Alcor member of over 20 years, Cornelius (Neil) Freer, A-1495, was pronounced in New Mexico on March 25th, 2016 at the age of 85 and cryopreserved the same day. Neil, a whole-body member, is Alcor’s 146th patient.
Monthly archives for June, 2016
Long-time Alcor member, Katia (Katie) Kars Friedman, A-1221, was pronounced in Phoenix, Arizona on March 15th, 2016 and cryopreserved the same day. Katie, a neurocryopreservation member, is Alcor’s 145th patient.
Katie had been on our Watch List since 2009 but recently suffered significant trauma and a closed head injury from a fall, just two days after her 98th birthday. She was relocated to the Scottsdale area by air ambulance as she was not expected to survive. An initial standby was launched but was discontinued as she improved from critical to recovery mode. Over the next three months, she continued to make progress while under the care of numerous hospitals and care facilities, but multiple infections eventually became too much to overcome.
Once in the area, Katie was moved to an in-patient hospice facility where her end-of-life care was carefully monitored by Alcor. The hospice informed us that her expected death would automatically become a Medical Examiner’s case and be subject to an autopsy, due to her closed head injury. After discussions with the ME’s office yielded no possibility of a waiver, we reached out to the hospice physician to identify an alternate solution. All of Katie’s medical records from the last 3 months were gathered and supplied to the physician and a case was built to suggest that her mental capacities had returned to baseline, through her recovery, thus bypassing the head-injury rule. After careful review, the physician agreed with our assessment and stated that he would remove the requirement for autopsy.
A standby was reinitiated at the hospice. With team members in the patient’s room, cardiac arrest was witnessed and her pronouncement occurred two minutes later. Immediate stabilization and cooling commenced prior to the approximately 20 minute drive to Alcor, where the surgical team was ready and waiting. The patient’s nasal pharyngeal temperature was 15.6º C upon arrival and there was no delay in beginning neuro separation, cannulation, and cryoprotective perfusion. Initial indications suggest she received a high-quality perfusion, lasting 3.75 hours. The full case report will include results of a CT scan.
Due to privacy restrictions that Alcor Life Extension Foundation respects, we can provide only minimal details in this case summary.
On January 25, 2016, Alcor was notified by the friend of an Alcor member that the member had been pronounced legally dead the previous day in Massachusetts after suffering a cerebral hemorrhage. The member had specified that Alcor should cryopreserve “any part of the brain possible”. Unable to receive details from the family, Alcor deployed Medical Response Director, Aaron Drake, to recover the member by the binding authority of the member’s legal documents for cryopreservation before possible autopsy or cremation might occur.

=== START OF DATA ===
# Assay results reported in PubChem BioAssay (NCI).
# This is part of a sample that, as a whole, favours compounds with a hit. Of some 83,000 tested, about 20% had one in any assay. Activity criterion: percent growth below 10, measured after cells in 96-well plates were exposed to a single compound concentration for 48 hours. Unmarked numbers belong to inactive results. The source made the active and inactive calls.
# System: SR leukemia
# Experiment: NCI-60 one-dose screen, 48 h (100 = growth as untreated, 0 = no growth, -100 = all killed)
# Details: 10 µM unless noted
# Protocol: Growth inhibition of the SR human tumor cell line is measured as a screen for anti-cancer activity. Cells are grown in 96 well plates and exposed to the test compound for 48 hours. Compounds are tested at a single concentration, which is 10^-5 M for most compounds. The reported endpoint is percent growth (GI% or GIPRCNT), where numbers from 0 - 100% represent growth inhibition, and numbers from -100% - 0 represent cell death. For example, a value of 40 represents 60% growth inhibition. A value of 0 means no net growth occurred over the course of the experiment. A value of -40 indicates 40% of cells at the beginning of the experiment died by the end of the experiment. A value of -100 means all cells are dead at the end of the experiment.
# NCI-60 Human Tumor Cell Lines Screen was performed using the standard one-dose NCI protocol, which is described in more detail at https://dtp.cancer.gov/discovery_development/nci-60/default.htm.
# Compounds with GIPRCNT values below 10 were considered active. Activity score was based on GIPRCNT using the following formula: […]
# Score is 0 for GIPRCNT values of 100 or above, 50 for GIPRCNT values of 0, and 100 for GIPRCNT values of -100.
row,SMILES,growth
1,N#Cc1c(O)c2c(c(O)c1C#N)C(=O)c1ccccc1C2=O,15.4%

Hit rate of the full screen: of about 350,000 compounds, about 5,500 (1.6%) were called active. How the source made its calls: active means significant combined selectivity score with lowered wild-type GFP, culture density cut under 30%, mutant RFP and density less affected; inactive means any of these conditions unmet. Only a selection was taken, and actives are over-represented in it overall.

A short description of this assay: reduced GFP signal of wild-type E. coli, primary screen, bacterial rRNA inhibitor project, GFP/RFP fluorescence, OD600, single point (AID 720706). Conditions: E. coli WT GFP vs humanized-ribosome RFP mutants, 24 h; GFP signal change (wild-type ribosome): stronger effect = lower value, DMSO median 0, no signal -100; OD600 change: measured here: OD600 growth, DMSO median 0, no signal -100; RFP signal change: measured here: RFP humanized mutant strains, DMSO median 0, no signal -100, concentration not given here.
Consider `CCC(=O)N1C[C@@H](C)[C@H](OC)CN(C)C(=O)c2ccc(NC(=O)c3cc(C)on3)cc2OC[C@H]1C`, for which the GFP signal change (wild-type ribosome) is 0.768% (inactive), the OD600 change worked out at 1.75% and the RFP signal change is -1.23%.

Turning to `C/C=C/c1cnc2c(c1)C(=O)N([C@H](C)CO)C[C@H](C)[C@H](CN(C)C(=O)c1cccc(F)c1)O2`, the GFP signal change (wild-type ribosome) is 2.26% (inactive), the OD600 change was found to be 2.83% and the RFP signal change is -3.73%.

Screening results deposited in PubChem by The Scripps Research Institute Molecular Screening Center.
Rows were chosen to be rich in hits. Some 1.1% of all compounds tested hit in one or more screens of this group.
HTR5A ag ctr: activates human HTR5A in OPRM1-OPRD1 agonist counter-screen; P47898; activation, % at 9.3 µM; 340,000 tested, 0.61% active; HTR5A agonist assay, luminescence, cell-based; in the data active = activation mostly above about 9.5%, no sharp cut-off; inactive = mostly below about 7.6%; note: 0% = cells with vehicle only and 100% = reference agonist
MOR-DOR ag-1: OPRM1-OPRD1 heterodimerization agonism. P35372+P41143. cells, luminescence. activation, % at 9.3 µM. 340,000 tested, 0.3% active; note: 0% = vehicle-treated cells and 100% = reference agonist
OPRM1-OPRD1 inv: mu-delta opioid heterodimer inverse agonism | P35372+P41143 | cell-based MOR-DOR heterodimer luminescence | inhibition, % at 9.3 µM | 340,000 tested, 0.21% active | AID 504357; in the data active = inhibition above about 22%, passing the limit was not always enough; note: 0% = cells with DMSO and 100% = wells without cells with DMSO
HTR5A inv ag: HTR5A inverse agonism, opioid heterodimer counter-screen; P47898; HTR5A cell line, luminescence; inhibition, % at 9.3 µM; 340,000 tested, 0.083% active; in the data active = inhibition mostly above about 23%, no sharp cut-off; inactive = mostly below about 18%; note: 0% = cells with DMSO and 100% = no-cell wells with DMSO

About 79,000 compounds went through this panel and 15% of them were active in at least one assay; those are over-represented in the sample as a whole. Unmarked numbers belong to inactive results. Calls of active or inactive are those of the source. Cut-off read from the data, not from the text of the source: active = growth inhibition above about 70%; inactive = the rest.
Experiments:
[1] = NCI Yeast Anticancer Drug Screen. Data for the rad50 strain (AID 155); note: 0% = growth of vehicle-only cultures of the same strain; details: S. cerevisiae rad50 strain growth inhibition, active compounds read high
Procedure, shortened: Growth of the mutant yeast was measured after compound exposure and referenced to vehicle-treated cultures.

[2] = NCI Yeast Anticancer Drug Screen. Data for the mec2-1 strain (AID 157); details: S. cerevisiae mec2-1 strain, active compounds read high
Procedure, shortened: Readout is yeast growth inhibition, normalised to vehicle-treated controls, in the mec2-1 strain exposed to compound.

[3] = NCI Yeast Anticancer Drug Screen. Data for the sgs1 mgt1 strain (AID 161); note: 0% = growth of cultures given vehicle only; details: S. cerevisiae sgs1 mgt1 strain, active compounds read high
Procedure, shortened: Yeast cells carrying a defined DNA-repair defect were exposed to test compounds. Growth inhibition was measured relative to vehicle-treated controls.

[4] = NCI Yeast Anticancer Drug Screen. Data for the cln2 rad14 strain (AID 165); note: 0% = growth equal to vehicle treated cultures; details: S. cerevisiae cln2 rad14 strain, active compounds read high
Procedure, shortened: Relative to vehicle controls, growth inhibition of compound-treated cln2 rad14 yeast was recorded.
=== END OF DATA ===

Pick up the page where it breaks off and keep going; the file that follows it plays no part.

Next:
After some delays locating the member without information from the family, cooling to dry ice temperature began on January 27 followed by subsequent transport to Alcor and cooling to liquid nitrogen temperature for long-term storage. With the assistance of Alcor’s legal counsel in sensitively communicating the member’s wishes to the family in their time of grief, a final viewing by the family was possible before dry ice cooling began.
Mark Lee Miller, Alcor member A-2889, lived in Costa Mesa, California and suffered from Amyotrophic Lateral Sclerosis (ALS). Mark, aged 61, served eight years in the Army and worked for the FBI in Orange County for 33 years. On December 31, 2015 at approximately 22:58 PST, Mr Miller suffered a sudden non-witnessed cardiac arrest. Although family members were near his bedside, they were unsure of the actual time when the member took his final breath. He was pronounced legally deceased in Costa Mesa, California at 23:55 PST (00:55 in Arizona) by the hospice nurse who had been called to the home by the family. Miller, a whole body member, became Alcor’s 143rd patient on December 31, 2015.
Mr Miller had planned to relocate close to Alcor to enter into hospice. Unfortunately, he declined more rapidly than expected, eliminating any opportunity to fly to Scottsdale. Alcor asked Suspended Animation to visit his home to evaluate his condition in an effort to determine deployment strategies. At this time he had good oxygenation by mask. Nevertheless, Mr Miller arrested a few hours following the visit, December 31, 2015. This unexpectedly rapid decline led to a delay before cooling and stabilization could commence by SA. A field washout was carried out in California.
On arrival at the location of field washout, the patient’s nasopharyngeal temperature was 15.0 degC. When the SA team arrived at Alcor at 11:45 PST/12:45 MST on January 1, nasopharyngeal temperature was 5.4 degC. Cryoprotection was concluded about five hours later and cool down to long-term storage begun. A CT scan was conducted at a later date. More information will be forthcoming in a case report, including the CT data.